Mar 11, 2011
In last month’s column, we talked about ways to include users in the design process by employing Subject-Matter Experts (SMEs). While it is always advisable to understand the user perspective, there are certain dangers that are associated with an overreliance on user input. As we’ve mentioned in the past, improperly conducted user research can be a liability that could lead you down the wrong path. These kinds of mistakes are extremely costly and easily avoidable. The trick is to know where the pitfalls lie and ensure that you navigate them properly. This month, we’ll talk about ways to be a critical consumer of user research.
Users often have some difficulty being objective and thinking outside the box when it comes to factors that affect their own lives on a day-to-day basis. Even UX professionals, with all our experience developing innovative products, occasionally react to the introduction of a new product that could greatly influence our lives by asking ourselves: Why didn’t we think of that? The answer is that we, as users, become so accustomed to our own needs—and the pain points we encounter in trying to satisfy them—that we fail to perceive them. As a result of this phenomenon, what users report they want may not ultimately reflect what they actually need.
Numerous times, we’ve conducted home visits or other contextual research and seen pain points to which users have learned to turn a blind eye. We’ve discovered countless workarounds users have employed to address awkward processes that they fail to report. And when we inquire about them, users typically respond that they’ve just learned to live with these problems. For this reason, we make a point of not relying entirely on users’ self-reported data. A little objective observation of actual user behavior goes a long way and can uncover substantial differences between what users do and what they say they do. If you fail to encounter the same responses to problems, you may be designing to fit a need that doesn’t actually exist.
If you can manage it within your budget and schedule, spend some time with actual users and observe what they do when engaging in the behaviors that are of interest to your team. Keep a close eye out for deviations between user-reported actions and actual user behavior. When you notice a deviation, ask about it.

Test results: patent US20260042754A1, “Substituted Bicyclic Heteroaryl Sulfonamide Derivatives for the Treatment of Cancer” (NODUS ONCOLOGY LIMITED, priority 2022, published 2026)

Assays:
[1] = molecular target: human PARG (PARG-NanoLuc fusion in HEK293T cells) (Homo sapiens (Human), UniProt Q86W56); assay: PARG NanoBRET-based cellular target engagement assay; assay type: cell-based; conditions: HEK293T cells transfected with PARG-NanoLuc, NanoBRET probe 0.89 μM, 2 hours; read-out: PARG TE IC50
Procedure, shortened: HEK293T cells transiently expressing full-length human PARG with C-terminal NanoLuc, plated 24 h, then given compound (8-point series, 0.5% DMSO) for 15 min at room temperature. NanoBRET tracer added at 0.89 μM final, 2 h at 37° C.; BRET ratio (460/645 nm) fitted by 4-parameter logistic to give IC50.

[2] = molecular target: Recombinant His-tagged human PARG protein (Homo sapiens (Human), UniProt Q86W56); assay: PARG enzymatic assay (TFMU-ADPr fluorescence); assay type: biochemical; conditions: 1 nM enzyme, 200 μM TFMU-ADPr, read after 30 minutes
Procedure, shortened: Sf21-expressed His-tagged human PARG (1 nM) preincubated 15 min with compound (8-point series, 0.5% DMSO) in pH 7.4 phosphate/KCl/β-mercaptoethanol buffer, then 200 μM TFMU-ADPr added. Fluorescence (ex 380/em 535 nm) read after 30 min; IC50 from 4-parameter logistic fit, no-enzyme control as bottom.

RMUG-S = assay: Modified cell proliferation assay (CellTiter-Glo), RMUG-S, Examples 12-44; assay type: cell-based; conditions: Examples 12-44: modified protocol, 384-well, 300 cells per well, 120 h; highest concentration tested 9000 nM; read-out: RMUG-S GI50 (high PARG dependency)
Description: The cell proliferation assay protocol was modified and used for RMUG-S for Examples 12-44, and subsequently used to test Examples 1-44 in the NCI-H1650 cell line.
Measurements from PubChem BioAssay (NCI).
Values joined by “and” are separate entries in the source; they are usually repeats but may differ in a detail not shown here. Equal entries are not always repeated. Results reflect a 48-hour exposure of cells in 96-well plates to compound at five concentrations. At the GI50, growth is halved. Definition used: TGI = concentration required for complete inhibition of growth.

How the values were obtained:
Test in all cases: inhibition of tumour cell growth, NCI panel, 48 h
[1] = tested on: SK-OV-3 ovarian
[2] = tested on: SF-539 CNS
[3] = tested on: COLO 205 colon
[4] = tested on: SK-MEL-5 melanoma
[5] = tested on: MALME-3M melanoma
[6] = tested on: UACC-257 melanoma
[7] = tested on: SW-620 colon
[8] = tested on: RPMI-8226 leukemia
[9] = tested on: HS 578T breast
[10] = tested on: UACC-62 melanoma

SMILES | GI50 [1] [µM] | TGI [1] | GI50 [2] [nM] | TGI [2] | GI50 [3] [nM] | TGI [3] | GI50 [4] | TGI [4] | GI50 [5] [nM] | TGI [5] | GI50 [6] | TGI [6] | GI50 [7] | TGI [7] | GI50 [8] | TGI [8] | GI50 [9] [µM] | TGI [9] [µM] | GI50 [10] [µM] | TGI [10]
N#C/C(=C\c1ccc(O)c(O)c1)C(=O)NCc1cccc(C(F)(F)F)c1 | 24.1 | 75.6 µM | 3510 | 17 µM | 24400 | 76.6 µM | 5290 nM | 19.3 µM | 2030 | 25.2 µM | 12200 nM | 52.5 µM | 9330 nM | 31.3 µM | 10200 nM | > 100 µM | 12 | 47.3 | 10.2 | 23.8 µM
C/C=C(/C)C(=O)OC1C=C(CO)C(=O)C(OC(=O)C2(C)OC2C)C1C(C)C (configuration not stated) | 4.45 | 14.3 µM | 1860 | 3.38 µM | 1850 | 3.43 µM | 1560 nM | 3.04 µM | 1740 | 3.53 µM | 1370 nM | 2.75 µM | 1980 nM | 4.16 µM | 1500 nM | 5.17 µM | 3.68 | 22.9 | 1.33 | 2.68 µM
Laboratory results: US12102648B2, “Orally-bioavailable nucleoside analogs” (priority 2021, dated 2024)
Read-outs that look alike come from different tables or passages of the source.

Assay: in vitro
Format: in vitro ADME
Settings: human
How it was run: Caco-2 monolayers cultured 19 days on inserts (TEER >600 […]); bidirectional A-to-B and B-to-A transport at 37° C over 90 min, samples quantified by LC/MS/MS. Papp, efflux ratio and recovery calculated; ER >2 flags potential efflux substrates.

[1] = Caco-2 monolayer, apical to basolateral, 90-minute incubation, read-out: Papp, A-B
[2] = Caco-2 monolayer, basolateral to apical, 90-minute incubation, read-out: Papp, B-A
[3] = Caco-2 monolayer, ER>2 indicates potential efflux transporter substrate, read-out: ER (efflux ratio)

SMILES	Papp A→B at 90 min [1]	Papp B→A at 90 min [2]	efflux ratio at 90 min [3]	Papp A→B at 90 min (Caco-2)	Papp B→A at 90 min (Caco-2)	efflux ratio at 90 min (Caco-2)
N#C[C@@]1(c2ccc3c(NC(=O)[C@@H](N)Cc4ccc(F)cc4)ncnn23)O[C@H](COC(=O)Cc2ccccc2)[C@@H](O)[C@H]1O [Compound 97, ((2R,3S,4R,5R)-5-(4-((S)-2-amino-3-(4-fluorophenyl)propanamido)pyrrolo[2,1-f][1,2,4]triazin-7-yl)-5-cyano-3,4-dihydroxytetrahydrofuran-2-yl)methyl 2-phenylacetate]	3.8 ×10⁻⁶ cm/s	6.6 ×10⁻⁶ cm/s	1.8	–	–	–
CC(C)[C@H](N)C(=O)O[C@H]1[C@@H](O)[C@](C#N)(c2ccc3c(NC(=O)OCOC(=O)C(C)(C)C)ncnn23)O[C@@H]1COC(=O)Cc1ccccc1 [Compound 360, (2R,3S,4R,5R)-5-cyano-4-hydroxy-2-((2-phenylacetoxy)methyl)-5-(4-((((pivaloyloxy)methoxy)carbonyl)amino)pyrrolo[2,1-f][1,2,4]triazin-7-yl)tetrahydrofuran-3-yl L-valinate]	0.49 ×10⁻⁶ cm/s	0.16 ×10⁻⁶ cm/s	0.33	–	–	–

For example, if a user reports that he normally uses the keyboard and mouse fairly equally, but you observe him using a lot of keyboard shortcuts and avoiding use of the mouse, you can ask him: Is this how you normally use your computer? You seem to be able to use your keyboard to do a lot of things. When do you usually end up reaching for your mouse? In this situation, people often alter what they have said previously to indicate more keyboard-based interaction, with mouse interaction under specific circumstances.
In almost all cases, you are better off relying on directly observed behavior rather than self-reported information. We have a saying around the office: Behavior never lies.
It’s not unusual for us to hear someone request a design change or fight for a feature with the justification that the users want it, when in reality, users won’t really know whether they want it until they have had a chance to experience it personally.
Video calling provides a great example of this. Users have requested video communications for decades, but video calling hasn’t really taken off despite the technology’s being available for quite some time. Instead, phones have gone mobile and text messaging has emerged as the next major progression in communication. So, rather than demanding a more immersive interaction through video calling, the market has gone in the other direction, favoring quick communications that are less immersive than a phone call.
To address this reality, give your users a taste of a proposed new product or new functionality before you go full-steam ahead with engineering. You can use some mockups to fake the functionality and put it in front of users to see how they react. This will give you a much more reliable idea of whether a product or feature really addresses a need.
When you ask users to evaluate your product and its user interface, you’ll often get suggestions for how to modify the interface. In such cases, take user feedback with a grain of salt. Keep in mind that users don’t have extensive training or experience in thinking about how people interact with products in their daily lives.